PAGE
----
We chatted about the remaining embryos, which may or may not survive until Monday when they could be frozen and stored for future use. While we’d love to have a spare or two, we were just thrilled to have two really strong looking embryos for today’s transfer. After Dr. A answered all our questions he knocked on the little window and a technician reached through it with a long thin catheter. Dr. A threaded the catheter into R’s uterus and gently pushed the two embryos out. It all went so smoothly that we had to be told (twice) the procedure was complete.

Patty and Dr. A left us in the room for about 20 minutes, during which time we congratulated each other and looked forward to two weeks of relatively little medical intervention. We smiled and hugged and marveled at the photo of our strong little Beans. We’ve done everything we can do. Now it’s their turn to work and our turn to rest.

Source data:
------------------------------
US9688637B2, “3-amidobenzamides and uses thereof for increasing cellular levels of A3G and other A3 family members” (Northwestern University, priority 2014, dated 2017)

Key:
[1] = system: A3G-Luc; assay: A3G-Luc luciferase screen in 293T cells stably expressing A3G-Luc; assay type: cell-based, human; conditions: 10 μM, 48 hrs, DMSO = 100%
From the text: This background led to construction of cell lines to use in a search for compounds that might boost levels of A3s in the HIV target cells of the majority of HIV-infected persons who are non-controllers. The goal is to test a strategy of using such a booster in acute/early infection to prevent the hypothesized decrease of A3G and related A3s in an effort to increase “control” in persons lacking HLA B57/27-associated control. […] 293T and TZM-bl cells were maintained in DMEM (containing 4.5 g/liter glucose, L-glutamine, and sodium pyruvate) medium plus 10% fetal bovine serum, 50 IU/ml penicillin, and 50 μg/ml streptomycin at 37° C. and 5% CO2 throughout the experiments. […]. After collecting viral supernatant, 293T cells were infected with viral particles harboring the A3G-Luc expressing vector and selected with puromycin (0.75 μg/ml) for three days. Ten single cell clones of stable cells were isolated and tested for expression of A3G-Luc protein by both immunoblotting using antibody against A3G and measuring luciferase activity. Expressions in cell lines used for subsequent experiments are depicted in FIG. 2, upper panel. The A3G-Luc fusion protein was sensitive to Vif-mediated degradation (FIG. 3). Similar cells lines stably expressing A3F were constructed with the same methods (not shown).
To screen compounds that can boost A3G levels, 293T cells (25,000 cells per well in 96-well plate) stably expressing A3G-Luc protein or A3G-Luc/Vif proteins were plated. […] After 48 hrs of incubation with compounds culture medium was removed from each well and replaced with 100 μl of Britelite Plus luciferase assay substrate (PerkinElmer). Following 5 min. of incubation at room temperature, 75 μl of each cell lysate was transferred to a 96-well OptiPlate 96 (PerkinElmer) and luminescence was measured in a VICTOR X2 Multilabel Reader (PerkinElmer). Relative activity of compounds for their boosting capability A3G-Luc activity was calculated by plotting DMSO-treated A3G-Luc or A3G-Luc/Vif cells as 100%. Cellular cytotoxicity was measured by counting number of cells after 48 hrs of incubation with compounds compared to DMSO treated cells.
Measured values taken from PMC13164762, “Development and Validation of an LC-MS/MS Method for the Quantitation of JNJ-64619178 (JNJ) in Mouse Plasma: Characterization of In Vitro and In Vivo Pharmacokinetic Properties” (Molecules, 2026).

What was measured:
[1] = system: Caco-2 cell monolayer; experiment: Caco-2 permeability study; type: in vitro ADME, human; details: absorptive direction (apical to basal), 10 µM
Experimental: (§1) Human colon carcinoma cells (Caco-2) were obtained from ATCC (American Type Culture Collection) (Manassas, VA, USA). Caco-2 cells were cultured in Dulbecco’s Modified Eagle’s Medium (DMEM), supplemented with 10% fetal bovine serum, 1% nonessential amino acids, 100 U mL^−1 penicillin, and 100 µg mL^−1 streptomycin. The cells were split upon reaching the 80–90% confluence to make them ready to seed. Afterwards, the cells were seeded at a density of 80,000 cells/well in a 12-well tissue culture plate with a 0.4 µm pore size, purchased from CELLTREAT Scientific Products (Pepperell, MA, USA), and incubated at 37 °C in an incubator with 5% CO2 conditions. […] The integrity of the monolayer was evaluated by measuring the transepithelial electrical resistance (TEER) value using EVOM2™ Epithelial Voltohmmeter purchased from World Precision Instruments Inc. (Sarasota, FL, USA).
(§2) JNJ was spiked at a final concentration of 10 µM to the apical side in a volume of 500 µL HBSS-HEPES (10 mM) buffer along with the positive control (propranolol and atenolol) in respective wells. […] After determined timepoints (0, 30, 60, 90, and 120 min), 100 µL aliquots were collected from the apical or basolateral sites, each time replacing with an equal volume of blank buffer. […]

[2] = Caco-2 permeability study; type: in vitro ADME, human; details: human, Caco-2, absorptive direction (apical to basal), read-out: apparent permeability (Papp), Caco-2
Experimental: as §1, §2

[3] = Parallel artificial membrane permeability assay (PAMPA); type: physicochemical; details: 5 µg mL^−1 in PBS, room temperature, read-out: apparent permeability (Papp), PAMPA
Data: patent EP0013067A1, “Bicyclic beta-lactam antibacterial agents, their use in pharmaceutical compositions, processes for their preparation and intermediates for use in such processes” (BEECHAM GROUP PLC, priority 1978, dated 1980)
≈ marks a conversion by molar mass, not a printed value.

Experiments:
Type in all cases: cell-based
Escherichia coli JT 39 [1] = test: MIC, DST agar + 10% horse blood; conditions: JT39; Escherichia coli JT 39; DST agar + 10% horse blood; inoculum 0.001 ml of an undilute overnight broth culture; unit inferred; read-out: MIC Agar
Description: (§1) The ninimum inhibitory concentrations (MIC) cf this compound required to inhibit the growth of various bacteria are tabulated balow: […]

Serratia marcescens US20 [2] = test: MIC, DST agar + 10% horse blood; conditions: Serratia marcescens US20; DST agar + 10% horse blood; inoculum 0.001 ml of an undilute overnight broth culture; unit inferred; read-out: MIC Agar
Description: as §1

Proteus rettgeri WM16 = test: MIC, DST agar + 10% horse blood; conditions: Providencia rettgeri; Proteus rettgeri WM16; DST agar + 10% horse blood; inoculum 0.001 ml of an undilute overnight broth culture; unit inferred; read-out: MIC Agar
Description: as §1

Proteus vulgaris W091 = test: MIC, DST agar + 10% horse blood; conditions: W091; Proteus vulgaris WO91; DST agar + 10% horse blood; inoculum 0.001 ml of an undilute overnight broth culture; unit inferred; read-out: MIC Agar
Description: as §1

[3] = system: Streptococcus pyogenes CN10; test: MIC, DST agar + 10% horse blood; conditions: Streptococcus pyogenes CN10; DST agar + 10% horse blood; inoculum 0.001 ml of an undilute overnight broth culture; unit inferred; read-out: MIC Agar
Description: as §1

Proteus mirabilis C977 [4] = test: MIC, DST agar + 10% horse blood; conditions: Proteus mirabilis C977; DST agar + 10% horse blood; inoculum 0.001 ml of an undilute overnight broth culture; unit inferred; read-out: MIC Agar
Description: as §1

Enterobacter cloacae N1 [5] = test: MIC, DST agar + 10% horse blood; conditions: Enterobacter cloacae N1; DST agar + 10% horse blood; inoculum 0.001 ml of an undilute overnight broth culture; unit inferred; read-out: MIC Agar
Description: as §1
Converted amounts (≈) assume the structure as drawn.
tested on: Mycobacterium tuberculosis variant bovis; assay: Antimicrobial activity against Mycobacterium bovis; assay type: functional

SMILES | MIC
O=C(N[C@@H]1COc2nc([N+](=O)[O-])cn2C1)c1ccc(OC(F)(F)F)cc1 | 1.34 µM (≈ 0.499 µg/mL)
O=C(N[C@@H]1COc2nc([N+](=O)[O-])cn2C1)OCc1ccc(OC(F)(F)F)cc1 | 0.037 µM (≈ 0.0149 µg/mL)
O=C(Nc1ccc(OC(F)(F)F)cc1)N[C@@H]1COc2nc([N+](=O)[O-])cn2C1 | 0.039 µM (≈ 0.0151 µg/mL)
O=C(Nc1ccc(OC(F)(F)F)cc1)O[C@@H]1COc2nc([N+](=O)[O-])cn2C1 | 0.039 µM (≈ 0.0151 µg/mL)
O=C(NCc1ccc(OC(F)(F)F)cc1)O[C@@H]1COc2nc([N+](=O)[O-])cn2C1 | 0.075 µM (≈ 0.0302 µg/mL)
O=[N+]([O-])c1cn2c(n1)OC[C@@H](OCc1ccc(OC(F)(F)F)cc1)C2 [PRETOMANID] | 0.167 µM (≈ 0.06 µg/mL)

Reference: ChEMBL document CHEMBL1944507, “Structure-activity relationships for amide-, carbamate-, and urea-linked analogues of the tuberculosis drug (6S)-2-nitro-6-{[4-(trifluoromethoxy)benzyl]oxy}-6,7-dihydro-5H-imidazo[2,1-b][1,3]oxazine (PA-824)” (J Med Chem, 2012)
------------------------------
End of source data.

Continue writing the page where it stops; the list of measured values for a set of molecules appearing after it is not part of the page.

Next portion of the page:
Two Angels

I’m live blogging again today folks. It’s 9:42 and Dr. A said to expect his call before 10.  I’m trying to keep calm, though the coffee may not have been helpful in my pursuit of tranquility. I’m revisiting A Blessing for Waitingand breathing deeply. I’m also taking comfort in this photo of my great grandmother, Hazel.

Great Grandmother, Hazel

 Hazel

The photo is on my side of the bed in my aunt’s guest room. Just in front of it is an angel figurine that somehow managed to survive the Christmas decor round up. In her arms are six apples.

 

Two Angels

Two Angels

Last night I interpreted the whole scene as a signal that grandmother Hazel is tending our embryos until we can. And when the doctor’s office finally called at 9:57 am, we learned we have six embryos growing. I’ll entrust them to grandmother for safe keeping.